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From Pinaki Poddar <ppod...@apache.org>
Subject Re: JPA2 - When should createEMF() return an Exception vs. NULL?
Date Fri, 24 Jul 2009 11:50:14 GMT

Depends what the bootstrap assume about the providers :
   well behaved (they will log their failure before throwing an exception)
-- that is the optimistic view 
or not so well behaved (i.e. they simply throw exception) -- that is the
pessimistic view.

For a bootstrap class, a pessimistic world view help, imo.

If the bootstrap swallows the exception for provider A without logging,
finds provider B and returns it,
the deployer will have a hard time to fathom why provider A is not loading. 
The reason of not logging because "we currently do not require a log
provider" may be good for explanation, but it does not really help anybody. 

Consider the case that you originally mentioned. Someone has configured
"openjpa.Specifcation=3.0" in a persistence.xml file and deployed. The
environment has OpenJPA as the only provider. Now the bootstrap calls
OpenJPA, OpenJPA throws exception, the bootstrap swallows the exception, and
returns null. What will the deployer do to diagnose the error? In fact
instead of helping, the bootstrap effectively made the situation worse by
hiding the informative exception thrown by the provider. Why? because such
and such spec said so or did not say we have to log.

> as the way I read the spec is the *first* provider that creates 
> an EMF should be the one that gets returned.

The operative word is *first*. Who is the *first* provider?
Whichever way you may define *first* case, cutting the search at the first
available provider is unfair policy.
The spec does say though that no order is implied in the list of providers. 

> a javax.persistence.provider property on the createEMF call, 
> which should effective make that the only provider that should try to 
> create a EMF

The case that a bootstrap must defend against is where the property is not
specified.
Even if the property is specified, but a provider A who happens to be
*first* returns a
non-null EMF, while the javax.persistence.provider actually points to the
next provider B,
what will be the fair behavior : to return A or B? 

> Also, I don't see it as 
> the javax.persistence.Persistence impls job to cache and free these EMFs 
> (nothing in the spec suggests this behavior.)

And i do not see why one needs to cache *local* variables or free them to
get a robust behavior.


DWoods wrote:
> 
> 
> 
> Pinaki Poddar wrote:
>> The bootstrap should ask all (say N) available providers to createEMF().
>> If any of them throws exception or return null, the bootstrap should
>> continue asking rest of the providers.
>> After all N provides have been queried by the bootstrap, let us say M
>> providers have returned a valid EMF.
>> 
>> 
>> 1. Log exceptions or null, as the case may be, for each of the (N-M)
>> failed
>> providers to give a deployer a chance to know what went wrong.
> 
> We currently do not require a log provider for the Geronimo Specs, as 
> you have no idea what logging will be in place (Log4j, SLF4J, JDK, OSGi,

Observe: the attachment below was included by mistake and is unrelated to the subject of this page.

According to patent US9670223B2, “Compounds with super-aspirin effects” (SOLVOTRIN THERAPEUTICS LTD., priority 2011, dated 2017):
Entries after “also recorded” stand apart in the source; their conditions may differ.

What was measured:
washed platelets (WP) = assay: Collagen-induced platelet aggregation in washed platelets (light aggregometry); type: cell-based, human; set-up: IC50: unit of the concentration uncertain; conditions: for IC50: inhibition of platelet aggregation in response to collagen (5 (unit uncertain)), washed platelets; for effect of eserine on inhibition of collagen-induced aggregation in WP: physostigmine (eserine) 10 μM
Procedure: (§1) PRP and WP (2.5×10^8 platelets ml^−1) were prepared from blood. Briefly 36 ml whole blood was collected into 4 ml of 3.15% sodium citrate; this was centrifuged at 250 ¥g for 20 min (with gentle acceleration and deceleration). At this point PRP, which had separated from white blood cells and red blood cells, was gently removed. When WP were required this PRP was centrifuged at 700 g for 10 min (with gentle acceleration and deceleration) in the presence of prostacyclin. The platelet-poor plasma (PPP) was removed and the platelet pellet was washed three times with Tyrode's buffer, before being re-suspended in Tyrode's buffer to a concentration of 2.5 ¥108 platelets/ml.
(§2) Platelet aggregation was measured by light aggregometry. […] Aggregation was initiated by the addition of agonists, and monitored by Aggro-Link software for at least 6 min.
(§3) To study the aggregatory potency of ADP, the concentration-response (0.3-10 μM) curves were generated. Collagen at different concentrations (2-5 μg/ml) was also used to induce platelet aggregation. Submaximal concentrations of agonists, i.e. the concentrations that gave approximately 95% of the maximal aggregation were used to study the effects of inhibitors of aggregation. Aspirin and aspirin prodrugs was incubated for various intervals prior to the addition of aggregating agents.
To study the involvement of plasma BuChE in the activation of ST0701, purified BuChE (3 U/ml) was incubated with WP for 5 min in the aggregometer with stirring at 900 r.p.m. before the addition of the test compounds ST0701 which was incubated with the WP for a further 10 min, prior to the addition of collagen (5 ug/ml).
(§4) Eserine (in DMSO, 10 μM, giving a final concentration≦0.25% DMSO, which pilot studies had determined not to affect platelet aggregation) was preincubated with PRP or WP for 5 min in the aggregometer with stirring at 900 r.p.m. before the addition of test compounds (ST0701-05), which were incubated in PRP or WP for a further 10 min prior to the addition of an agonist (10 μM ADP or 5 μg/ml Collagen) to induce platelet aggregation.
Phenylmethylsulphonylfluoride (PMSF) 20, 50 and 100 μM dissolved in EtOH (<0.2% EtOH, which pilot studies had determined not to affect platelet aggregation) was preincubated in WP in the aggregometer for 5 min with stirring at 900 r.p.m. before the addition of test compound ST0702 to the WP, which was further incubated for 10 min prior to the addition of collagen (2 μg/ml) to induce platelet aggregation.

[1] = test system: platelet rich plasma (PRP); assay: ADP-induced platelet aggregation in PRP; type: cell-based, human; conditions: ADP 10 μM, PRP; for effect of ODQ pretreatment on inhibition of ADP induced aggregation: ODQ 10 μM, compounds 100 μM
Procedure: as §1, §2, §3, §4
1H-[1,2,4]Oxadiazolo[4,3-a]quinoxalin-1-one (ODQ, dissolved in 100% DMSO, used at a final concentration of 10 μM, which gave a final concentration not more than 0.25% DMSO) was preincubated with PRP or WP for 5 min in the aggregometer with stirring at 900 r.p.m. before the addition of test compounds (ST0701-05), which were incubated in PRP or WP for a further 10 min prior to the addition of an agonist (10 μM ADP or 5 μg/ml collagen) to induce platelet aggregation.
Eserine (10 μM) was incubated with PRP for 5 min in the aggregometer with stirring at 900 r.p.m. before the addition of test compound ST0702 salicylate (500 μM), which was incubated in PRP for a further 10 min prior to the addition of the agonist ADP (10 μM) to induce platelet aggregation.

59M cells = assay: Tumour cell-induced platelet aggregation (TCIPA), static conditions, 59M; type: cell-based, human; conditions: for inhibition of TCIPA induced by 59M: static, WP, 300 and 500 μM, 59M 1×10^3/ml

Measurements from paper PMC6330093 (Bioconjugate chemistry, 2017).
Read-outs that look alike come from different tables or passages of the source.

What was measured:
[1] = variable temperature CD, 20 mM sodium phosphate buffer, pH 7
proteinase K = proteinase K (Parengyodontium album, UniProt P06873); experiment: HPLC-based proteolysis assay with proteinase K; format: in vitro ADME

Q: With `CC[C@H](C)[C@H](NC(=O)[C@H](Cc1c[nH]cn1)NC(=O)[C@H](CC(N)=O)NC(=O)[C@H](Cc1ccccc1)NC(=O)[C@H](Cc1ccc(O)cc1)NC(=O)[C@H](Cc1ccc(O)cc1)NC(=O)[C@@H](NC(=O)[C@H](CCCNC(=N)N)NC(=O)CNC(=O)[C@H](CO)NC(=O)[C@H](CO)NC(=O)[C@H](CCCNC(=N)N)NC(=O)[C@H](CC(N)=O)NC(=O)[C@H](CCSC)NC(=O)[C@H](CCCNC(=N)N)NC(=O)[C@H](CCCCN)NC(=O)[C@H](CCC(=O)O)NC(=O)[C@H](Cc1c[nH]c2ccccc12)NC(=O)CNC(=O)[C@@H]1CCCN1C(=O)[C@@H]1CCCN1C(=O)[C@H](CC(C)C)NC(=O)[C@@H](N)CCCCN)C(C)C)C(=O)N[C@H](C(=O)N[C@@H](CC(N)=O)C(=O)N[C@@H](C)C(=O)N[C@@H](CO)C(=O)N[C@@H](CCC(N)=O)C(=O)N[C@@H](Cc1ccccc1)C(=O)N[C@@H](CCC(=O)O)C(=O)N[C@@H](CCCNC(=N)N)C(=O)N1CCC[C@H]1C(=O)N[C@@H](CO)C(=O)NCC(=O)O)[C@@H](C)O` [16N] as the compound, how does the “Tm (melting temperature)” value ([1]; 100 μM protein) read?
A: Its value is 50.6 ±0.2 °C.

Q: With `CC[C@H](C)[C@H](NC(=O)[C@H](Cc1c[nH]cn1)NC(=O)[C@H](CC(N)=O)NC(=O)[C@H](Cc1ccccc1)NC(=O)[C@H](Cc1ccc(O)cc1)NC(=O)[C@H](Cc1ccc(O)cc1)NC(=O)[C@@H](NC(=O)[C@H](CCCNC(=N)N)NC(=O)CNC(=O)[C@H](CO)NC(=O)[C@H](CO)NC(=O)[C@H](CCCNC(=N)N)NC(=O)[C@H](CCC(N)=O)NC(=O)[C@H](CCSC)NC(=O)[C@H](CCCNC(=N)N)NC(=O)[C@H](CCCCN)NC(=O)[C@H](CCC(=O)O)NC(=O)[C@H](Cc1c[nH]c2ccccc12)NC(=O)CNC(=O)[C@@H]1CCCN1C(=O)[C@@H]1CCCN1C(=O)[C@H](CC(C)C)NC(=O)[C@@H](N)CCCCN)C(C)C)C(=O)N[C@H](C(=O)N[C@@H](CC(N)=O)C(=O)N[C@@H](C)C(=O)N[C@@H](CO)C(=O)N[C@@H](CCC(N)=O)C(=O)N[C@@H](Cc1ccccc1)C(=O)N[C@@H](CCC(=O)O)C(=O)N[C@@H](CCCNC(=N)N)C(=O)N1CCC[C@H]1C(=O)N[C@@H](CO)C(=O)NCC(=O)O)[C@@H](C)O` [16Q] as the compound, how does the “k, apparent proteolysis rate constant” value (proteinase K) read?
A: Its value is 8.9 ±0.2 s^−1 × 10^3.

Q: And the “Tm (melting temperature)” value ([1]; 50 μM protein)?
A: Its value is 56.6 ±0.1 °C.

> .....)  Since the spec says to return null and doesn't define an 
> exception to throw, it should be up to the providers to log why they 
> couldn't create an EMF.
> 
>> 
>> 2. if (M == 1)
>>    return the only good one. 
>> else if (M > 1)
>>    tricky. Non-partisan approach will be to throw exception explaining
>> that
>> providers are behaving badly.
> 
> Disagree, as the way I read the spec is the first provider that creates 
> an EMF should be the one that gets returned.  Also, I don't see it as 
> the javax.persistence.Persistence impls job to cache and free these EMFs 
> (nothing in the spec suggests this behavior.)  I would rather we ask the 
> expert group for clarification, than create a nightmare for us to test.
> 
>>    Partisan behavior will be to return OpenJPA provider, if exists. If
>> not
>> the first one (unfair, because *first* is ambiguous/non-deterministic).
>> else // M = 0
>>    return null or throw exception
>> 
>> The key points are
>> a) robust: not to let one *failed* provider spoil the chance of other
>> good
>> ones
> 
> agree
> 
>> b) fair: not to prefer one provider over another (slight bias towards
>> OpenJPA is OK:). This will address the  case of more than one provider
>> returning non-null EMF. Also do not return immediately at the first
>> non-null
>> EMF. Because the ordering on provider is inherently non-deterministic due
>> to
>> the nature of the discovery process.
> 
> don't see this as a problem, as 1) the spec defines support for 
> providing a javax.persistence.provider property on the createEMF call, 
> which should effective make that the only provider that should try to 
> create a EMF, 2) we could look at the discovered list of persistence 
> providers and try loading ours first.
> 
>> c) helpful: provide as much contextual info as possible for diagnosis
>> (the
>> deployer/developer will be pleased)
> 
> again, see this as the job of each provider, to log why they could not 
> return a valid EMF (since they have to handle logging in JSE, JEE and 
> OSGi today)
> 
>>    
>> 
>> So if OpenJPA is throwing exception on unsupported openjpa.Specification
>> property value, let it continue to do so. Others may return null under
>> certain circumstances, or throw exception in another.
>> 
>> Absorb the provider implementation variations in the bootstrap. 
>> 
>> 
>> -----
>> Pinaki 
> 
> 


-----
Pinaki 
-- 
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